Although best-known for his work in musical theater, Jacques Levy was also an occasional lyrical collaborator of rock icons Bob Dylan and Roger McGuinn. Born in New York City on July 29, 1935, Levy graduated from the Big Apple's City College in 1956, earning his PhD in clinical psychology from Michigan State University five years later. After several years spent practicing at the Menninger Foundation in Topeka, Kansas, he returned to New York to indulge his longtime love of theater, first earning critical notice in early 1966 directing a production of Sam Shepard's Red Cross at the legendary Judson Poets Theater. Levy's breakthrough was his production of Jean-Claude van Itallie's controversial anti-Vietnam War screed America Hurrah, which premiered off-Broadway at the Pocket Theater on November 7, 1966 and proceeded to run in excess of 700 performances in addition to earning the director an Obie Award. At the same time, he was also an active member of Joseph Chaikin's experimental troupe the Open Theater, and in 1967 also helmed Bruce Jay Friedman's Scuba Duba off-Broadway.
Following the 1968 abolition of Britain's Lord Chamberlain's powers of censorship over his country's national theater, critic Kenneth Tynan immediately began plotting to fully maximize this newfound creative freedom, authoring the full-frontal nude revue Oh! Calcutta! with financing from London strip-joint magnate Paul Raymond. Tynan recruited Levy to direct the musical's Broadway production, which premiered to rave reviews and sold-out audiences on June 17, 1969 and did not close until August 12, 1972. During the run of Oh! Calcutta!, Levy befriended the Byrds frontman McGuinn, collaborating on a psychedelic update of Ibsen's Peer Gynt that they dubbed Gene Tryp. Although producers David Merrick and Don Kirshner both expressed interest in the project, it was never brought to the stage, although many of its songs -- among them the hit "Chestnut Mare," "Just a Season," "Lover of the Bayou" and "All the Things" -- later appeared on Byrds' LPs. Levy also contributed lyrics to several McGuinn solo efforts, including 1973's Roger McGuinn, 1976's Cardiff Rose and 1977's Thunderbyrd.
While in the Greenwich Village club the Other End in 1975, Levy was approached by Bob Dylan, who'd been impressed by "Chestnut Mare" and suggested they collaborate -- the two men immediately absconded for Levy's nearby loft, where they completed that half-finished Dylan composition that would become the brilliant "Isis." Levy fostered and amplified the innate narrative drama in Dylan's songs, and together they co-authored close to a dozen songs, seven of which appeared on Dylan's 1975 album Desire; perhaps most notable was the stirring "Hurricane," written in response to the racially-motivated murder arrest of championship boxer Rubin Carter -- when issued as a single, "Hurricane" would become Dylan's final Top 40 hit for many a season. Levy also helped Dylan conceptualize and stage his now-legendary Rolling Thunder Revue, an all-star concert tour later immortalized on the fifth volume of the singer's Bootleg Series. His lyrics were also recorded by singers as far-ranging as Carly Simon, Crystal Gayle, Joe Cocker and Jerry Lee Lewis.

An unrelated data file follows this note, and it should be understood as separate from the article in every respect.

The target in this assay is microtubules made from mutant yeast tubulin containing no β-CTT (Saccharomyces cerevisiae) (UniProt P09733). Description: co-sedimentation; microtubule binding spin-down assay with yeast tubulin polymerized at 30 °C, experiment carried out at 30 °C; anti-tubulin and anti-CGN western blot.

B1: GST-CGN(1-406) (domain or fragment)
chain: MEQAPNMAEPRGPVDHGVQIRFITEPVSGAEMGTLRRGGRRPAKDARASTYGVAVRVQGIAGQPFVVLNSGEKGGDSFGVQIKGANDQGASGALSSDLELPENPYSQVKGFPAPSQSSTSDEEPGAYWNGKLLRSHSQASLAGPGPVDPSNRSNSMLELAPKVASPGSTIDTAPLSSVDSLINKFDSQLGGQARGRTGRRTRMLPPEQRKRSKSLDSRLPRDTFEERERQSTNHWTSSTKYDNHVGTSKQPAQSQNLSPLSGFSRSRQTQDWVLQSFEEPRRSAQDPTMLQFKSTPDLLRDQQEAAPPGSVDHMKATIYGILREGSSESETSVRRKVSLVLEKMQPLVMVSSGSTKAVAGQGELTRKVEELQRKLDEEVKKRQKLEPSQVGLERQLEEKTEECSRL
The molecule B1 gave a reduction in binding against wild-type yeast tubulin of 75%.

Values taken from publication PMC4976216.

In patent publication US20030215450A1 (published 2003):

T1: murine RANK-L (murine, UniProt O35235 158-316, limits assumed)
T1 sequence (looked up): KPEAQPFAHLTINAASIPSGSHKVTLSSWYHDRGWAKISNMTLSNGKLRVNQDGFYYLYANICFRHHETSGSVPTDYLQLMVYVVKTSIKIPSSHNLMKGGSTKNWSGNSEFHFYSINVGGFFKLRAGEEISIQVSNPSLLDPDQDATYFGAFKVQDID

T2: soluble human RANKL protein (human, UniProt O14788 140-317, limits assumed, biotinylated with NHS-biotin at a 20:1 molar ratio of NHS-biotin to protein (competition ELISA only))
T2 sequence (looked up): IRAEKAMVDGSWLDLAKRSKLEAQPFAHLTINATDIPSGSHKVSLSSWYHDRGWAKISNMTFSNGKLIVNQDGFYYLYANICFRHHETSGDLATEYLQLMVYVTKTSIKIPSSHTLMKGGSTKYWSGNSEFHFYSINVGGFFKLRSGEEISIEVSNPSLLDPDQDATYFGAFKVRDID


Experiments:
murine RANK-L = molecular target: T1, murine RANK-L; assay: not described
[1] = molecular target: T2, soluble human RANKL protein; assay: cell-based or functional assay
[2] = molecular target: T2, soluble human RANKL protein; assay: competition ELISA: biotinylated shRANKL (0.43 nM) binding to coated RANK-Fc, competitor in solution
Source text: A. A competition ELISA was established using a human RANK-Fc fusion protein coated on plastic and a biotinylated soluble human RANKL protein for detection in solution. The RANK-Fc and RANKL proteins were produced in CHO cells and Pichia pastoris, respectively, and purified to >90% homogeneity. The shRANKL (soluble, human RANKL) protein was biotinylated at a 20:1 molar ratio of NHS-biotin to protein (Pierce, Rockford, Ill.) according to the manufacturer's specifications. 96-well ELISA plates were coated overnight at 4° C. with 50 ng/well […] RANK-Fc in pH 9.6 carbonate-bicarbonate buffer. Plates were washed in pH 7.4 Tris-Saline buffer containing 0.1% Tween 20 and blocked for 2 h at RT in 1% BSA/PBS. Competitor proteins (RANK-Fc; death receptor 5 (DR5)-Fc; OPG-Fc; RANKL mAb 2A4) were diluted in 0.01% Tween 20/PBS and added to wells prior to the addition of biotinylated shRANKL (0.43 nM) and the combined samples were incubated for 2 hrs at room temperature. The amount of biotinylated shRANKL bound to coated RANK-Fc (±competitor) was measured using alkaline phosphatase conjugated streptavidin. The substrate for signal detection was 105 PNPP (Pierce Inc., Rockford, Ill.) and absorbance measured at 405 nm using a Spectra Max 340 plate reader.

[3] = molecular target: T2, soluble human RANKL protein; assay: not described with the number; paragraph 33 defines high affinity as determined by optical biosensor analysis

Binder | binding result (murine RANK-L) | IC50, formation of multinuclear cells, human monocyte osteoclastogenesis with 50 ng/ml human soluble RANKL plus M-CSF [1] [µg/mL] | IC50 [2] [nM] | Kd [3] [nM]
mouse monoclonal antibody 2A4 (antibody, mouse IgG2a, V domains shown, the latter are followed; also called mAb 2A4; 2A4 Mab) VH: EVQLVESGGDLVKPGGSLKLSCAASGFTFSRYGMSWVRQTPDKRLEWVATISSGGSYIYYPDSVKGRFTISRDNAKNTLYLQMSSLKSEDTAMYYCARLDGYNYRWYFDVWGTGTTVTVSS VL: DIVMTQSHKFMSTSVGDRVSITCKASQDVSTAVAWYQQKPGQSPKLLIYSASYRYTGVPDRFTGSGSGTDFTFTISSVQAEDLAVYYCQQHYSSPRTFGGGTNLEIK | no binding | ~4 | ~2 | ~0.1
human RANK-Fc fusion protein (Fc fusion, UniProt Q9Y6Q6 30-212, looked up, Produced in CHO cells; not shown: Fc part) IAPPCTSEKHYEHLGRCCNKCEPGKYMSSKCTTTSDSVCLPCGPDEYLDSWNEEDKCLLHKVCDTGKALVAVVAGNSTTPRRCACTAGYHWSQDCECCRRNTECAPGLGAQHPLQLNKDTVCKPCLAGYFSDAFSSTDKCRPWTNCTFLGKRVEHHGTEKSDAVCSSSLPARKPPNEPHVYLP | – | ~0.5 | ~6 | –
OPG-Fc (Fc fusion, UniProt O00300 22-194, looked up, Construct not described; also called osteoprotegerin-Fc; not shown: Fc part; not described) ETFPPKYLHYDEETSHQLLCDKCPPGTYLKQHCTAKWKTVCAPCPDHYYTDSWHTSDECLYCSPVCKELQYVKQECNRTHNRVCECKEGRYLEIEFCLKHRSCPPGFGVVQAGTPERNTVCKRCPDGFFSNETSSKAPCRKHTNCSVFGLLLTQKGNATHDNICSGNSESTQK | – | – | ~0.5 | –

Levy revived Oh! Calcutta! on September 24, 1976 -- the updated production ran until August 6, 1989 which, combined with the original, translated into some 7,273 performances in all. However, his next major directorial effort, Almost an Eagle, closed after just three nights in mid-December of 1982; his musical comedy version of Garry Trudeau's daily comic strip Doonesbury fared only marginally better, premiering on November 21, 1983 and closing on February 19, 1984. The successive failures precipitated a lengthy hiatus from the stage, and in 1992 Levy accepted an offer to head Colgate University's Theater Program. He returned to off-Broadway in 1999, co-directing Exact Change with Jim Nielsen; Brecht on Brecht followed a year later, and in 2002 he helmed Robert Remington Wood's The Bridge in Scarsdale. After a battle with cancer, Levy passed away in New York on September 30, 2004. He was 69 years old.